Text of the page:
Diagnosis of Dilated Cardiomyopathy
- Chest x-ray
- Cardiac MRI
- Endomyocardial biopsy (select cases)
- Testing for cause as indicated
Diagnosis of dilated cardiomyopathy is by history, physical examination, and exclusion of other common causes of ventricular failure (eg, systemic hypertension, primary valvular disorders, myocardial infarction—see table Diagnosis and Treatment of Cardiomyopathies). Particularly in cases of dilated cardiomyopathy without a clear cause, a careful family history should be taken to identify family members with possible early-onset heart disease, heart failure, or sudden death. In many centers, first-degree family members are screened for cardiac dysfunction (such as with echocardiography). Because other common causes of ventricular failure must be excluded, chest x-ray, ECG, echocardiography, and cardiac MRI are required. Endomyocardial biopsy is done in selected cases.
Serum cardiac markers are measured if acute symptoms or chest pain is present. Although typically indicative of coronary ischemia, troponin elevation often occurs in heart failure, especially if renal function is decreased. Serum natriuretic peptide levels are typically elevated when heart failure is present.
Specific causes suspected clinically are diagnosed (see elsewhere in THE MANUAL). If no specific cause is clinically apparent, serum ferritin and iron-binding capacity and thyroid-stimulating hormone levels are measured.
Serologic tests for Toxoplasma, T. cruzi, coxsackievirus, HIV, and echovirus may be done in appropriate cases.
Chest x-ray shows cardiomegaly, usually of all chambers. Pleural effusion, particularly on the right, often accompanies increased pulmonary venous pressure and interstitial edema.
The ECG may show sinus tachycardia and nonspecific ST-segment depression with low voltage or inverted T waves. Sometimes pathologic Q waves are present in the precordial leads, simulating previous myocardial infarction. Left bundle branch block and atrial fibrillation are common.
Echocardiography shows dilated, hypokinetic cardiac chambers and rules out primary valvular disorders. Segmental wall motion abnormalities can also occur in dilated cardiomyopathy because the process may be patchy. Echocardiography may also show a mural thrombus.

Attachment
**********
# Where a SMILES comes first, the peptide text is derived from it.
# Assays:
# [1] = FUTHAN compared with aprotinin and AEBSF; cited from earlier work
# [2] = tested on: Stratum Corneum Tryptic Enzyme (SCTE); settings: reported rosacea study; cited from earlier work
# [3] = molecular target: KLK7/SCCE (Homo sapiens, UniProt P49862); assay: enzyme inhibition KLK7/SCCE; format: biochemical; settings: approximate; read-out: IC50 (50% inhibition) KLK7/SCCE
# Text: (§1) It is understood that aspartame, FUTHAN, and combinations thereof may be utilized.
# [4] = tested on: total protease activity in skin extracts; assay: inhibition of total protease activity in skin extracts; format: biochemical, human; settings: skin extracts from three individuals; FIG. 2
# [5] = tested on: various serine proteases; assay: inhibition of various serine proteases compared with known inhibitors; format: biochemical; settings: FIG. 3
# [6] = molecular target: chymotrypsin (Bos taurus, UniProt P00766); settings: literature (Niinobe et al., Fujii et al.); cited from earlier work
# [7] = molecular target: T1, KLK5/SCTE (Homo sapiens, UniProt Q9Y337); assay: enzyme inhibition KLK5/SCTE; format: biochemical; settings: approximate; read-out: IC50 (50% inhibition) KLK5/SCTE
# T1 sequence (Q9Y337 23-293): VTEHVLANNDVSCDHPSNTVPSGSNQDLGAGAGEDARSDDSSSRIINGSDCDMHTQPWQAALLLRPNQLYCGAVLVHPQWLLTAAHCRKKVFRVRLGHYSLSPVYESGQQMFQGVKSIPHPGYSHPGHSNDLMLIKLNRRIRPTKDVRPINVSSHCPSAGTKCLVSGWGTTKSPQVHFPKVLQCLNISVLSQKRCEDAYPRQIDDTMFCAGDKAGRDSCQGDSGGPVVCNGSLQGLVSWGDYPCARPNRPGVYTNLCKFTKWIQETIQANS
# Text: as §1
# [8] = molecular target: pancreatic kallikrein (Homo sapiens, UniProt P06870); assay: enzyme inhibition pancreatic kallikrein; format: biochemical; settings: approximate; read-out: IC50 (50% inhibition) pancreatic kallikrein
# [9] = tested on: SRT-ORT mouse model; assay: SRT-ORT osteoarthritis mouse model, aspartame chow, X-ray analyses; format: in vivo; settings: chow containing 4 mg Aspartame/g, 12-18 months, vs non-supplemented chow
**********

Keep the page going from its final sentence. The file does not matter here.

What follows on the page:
Cardiac MRI is increasingly done and is useful in providing detailed imaging of myocardial structure and function. MRI with gadolinium contrast may show abnormal myocardial tissue texture or scarring pattern (ie, late gadolinium enhancement, or LGE). The pattern of LGE can be diagnostic in active myocarditis, sarcoidosis, muscular dystrophy, or Chagas disease).
Positron-emission tomography (PET) has been shown to be sensitive for diagnosis of cardiac sarcoidosis.
Coronary angiography may be required to exclude coronary artery disease as the cause of LV dysfunction when the diagnosis is in doubt after noninvasive tests. Patients with chest pain or several cardiovascular risk factors and older patients are more likely to have coronary artery disease. Either ventricle can be biopsied during catheterization in select cases where the results will change management.
Endomyocardial biopsy is indicated if giant cell myocarditis, eosinophilic myocarditis, or sarcoidosis is suspected, as the results will affect management.
Prognosis of Dilated Cardiomyopathy
Prognosis of dilated cardiomyopathy generally has been poor, although prognosis has improved with current management regimens (eg, use of beta-blockers, angiotensin-converting enzyme [ACE] inhibitors, mineralocorticoid receptor antagonists, implantable cardioverter-defibrillators, or cardiac resynchronization therapy). About 20% of patients die in the first year and then about 10%/year thereafter; about 40 to 50% of deaths are sudden, due to a malignant arrhythmia or an embolic event. Prognosis is better if compensatory hypertrophy preserves ventricular wall thickness and is worse if ventricular walls thin markedly and the ventricle dilates. Patients whose dilated cardiomyopathy is well-compensated with treatment may be stable for many years.
Treatment of Dilated Cardiomyopathy
- Cause (if any) treated
- Standard therapy for heart failure with reduced ejection fraction
- Anticoagulants when atrial fibrillation or other indication is present
- Sometimes implantable cardioverter-defibrillator, cardiac resynchronization therapy (CRT), left ventricular assist device, or transplantation
- Immunosupression in patients with giant cell myocarditis, eosinophilic myocarditis, or sarcoidosis
Treatable causes (eg, toxoplasmosis, acute Chagas disease, hemochromatosis, thyrotoxicosis, beriberi) are corrected. Patients with HIV infection should have antiretroviral therapy (ART) optimized. Treatment with immunosuppression should be limited to patients with biopsy-proven giant cell myocarditis, eosinophilic myocarditis, or sarcoidosis.
Otherwise, treatment is the same as for heart failure with reduced ejection fraction: ACE inhibitors, beta-blockers, aldosterone receptor blockers, angiotensin II receptor blockers, ARNI (angiotensin II receptor blocker and neprilysin inhibitor), sodium glucose cotransporter 2 protein (SGLT) inhibitors, hydralazine/nitrates, diuretics, and digoxin. Studies have shown patients with idiopathic dilated cardiomyopathy respond particularly well to standard heart failure treatments and generally do better than patients with ischemic heart disease.